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35th Anniversary BVI Spring Regatta

Innovative, new and renewed are apt adjectives that describe some of the winning boats at this year’s 35th annual BVI Spring Regatta, sailed March 31 to April 2. Likewise, crews represented everything from weekend student sailors to wannabe Olympians. Combine this with record participation – 152 yachts in 16 classes ranging from big boats to Lasers – and all the ingredients were there for a fantastic sailing experience.

Fancy Sail Work on Rosebud. Puerto Rico’s Tom Hill, Sr., driving his Reichel-Pugh 75, Titan XII, is used to placing at the top of Spinnaker Racing A or the big boat class. He did it last year. He even did it before when he soundly handed Roy Disney, at the helm of Pyewacket, a second place finish at the 2004 BVI Spring Regatta. So, it came as a surprise when Tom ended up third this year, behind the USA’s Roger Sturgeon, steering his sleek Transpac 52, Rosebud, who won the class, and the USA’s Daniel Meyers’ Custom 60, Numbers, in second.

What was Rosebud’s secret to success? A sail for every weather condition. Crewmember Malcolm Park explains Rosebud’s success: “This boat is known for carrying a lot of sails for different wind conditions. For example, in one race the second day, we were between Ginger Island and Deadman’s Chest and we peeled through three spinnakers in 5 to 6 minutes each, whereas Titan had up a jib the whole time.”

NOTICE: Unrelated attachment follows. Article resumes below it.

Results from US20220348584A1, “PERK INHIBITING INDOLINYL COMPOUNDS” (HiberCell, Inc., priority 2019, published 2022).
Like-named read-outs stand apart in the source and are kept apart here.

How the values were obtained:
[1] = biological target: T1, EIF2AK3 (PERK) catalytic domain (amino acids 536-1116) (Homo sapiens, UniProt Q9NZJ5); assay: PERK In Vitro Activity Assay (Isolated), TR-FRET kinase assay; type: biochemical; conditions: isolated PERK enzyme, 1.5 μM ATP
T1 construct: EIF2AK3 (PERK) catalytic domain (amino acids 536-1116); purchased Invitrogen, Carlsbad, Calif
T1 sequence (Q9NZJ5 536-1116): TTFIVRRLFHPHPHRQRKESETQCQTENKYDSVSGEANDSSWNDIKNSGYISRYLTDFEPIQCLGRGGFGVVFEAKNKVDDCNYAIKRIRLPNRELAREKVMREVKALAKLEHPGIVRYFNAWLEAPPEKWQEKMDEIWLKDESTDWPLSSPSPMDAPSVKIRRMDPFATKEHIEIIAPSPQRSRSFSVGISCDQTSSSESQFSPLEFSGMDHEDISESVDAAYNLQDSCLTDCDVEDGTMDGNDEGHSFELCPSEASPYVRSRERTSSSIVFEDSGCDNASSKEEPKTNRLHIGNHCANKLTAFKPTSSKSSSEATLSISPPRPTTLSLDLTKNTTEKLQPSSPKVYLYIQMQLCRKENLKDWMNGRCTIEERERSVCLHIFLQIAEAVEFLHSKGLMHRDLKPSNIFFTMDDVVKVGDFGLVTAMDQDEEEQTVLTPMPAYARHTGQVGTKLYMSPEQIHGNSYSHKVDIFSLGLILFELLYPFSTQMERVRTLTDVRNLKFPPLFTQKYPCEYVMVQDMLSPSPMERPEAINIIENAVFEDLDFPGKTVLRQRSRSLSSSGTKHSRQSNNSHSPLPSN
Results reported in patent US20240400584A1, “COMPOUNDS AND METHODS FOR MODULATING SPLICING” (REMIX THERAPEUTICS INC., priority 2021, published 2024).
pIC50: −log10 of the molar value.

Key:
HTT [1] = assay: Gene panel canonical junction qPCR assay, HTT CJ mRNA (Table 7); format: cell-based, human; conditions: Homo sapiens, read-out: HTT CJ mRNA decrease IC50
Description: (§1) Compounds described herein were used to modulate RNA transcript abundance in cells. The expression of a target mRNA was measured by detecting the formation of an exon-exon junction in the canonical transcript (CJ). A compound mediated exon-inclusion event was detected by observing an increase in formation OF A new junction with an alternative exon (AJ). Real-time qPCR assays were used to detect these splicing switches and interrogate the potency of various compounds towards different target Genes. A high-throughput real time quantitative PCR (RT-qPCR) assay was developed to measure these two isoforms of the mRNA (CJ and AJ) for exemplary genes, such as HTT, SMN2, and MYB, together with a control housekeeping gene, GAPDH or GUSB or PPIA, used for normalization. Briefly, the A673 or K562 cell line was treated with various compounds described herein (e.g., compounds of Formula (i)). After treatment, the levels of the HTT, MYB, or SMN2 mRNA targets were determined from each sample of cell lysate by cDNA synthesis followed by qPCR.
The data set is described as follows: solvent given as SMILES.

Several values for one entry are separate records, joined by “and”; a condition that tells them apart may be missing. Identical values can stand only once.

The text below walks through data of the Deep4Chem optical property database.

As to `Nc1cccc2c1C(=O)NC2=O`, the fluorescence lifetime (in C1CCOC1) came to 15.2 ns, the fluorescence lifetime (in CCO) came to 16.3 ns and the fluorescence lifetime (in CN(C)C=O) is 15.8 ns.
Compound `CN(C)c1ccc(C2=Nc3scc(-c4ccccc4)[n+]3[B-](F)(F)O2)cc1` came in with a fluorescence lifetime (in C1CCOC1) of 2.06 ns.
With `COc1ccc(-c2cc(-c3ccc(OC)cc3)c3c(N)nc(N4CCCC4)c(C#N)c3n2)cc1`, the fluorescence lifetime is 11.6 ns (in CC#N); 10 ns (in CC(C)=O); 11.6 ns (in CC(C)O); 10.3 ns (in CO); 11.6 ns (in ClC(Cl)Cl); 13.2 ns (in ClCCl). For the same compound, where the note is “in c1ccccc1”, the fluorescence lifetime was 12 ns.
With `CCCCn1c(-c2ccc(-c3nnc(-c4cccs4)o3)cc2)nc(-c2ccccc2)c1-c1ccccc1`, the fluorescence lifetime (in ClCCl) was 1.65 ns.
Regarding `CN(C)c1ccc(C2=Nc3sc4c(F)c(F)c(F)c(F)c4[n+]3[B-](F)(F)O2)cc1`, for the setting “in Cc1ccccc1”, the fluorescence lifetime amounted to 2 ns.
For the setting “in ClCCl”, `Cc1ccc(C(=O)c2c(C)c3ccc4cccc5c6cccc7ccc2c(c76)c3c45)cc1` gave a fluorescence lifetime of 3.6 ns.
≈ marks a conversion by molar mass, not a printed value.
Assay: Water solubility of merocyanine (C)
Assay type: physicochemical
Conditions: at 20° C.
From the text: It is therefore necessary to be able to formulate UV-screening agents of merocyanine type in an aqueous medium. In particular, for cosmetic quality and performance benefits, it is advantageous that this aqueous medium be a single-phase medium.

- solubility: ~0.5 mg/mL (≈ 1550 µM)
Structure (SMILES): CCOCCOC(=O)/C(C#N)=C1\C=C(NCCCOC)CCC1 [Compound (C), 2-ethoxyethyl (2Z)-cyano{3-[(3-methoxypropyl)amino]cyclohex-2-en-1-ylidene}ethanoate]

Crash Test Dummies – A First-Ever Design in the Caribbean. Trinidad’s Tim Kimpton made Caribbean sailing history by bringing the first Melges 32 to the region, a feat he handily let fellow competitors in Racing B know about by breezing by them to a first in class. Former owner of the Henderson 35, Crash Test Dummies, Kimpton, who changed boats but not boat names, said, “The hull and rudder are built by Soca Sails in Trinidad. Paul (Amon, owner of Soca Sails) is my good mate. I got to ride on the prototype, which was launched in December of 2004. That’s how I got introduced to the boat. It’s a new class and we first sailed it at Key West Race Week. We ended up placing third in class. Then, we just took delivery of it a week ago in St. Thomas and this is our first Caribbean regatta. Like the Henderson 35, it’s turbo-charged. In light winds it sails really well. In heavy winds, it’s a rocket ship.”

The Melges 24 caught on in the Caribbean, perhaps the 32 will too. The 32 resembles the 24 in that it has swept spreaders with a fixed backstay, 105% headsails and masthead asymmetrical spinnakers. Other key elements include a CRO retractable outboard system behind the keel and a VARA rudder system that incorporates a retractable rudder blade that was specifically crafted, developed and refined by Soca Sail’s Paul Amon. Amon is one of Kimpton’s regular crew, another of Crash Test Dummies secrets to success in this regatta.

The Good, The Bad & The Ugly – From Weeds to Winner’s Circle. A year ago, a Kirby 25 was sitting on the hard in the weeds on St. Thomas’ east end. Johnny Foster and Bill McConnell took the rig, put a lot of elbow grease, money and love into it and got her sailing. The result, the Kirby not only won its class in the Spring Regatta, it won its class in the three-regatta Caribbean Ocean Racing Triangle Series. John Foster, Johnny’s dad and the helmsman, explains. “We were really ugly at first, ugly with whiskers. Then we moved up to bad in Culebra and finally to good in the BVI. We were tuning and figuring out how to sail the boat the entire time.”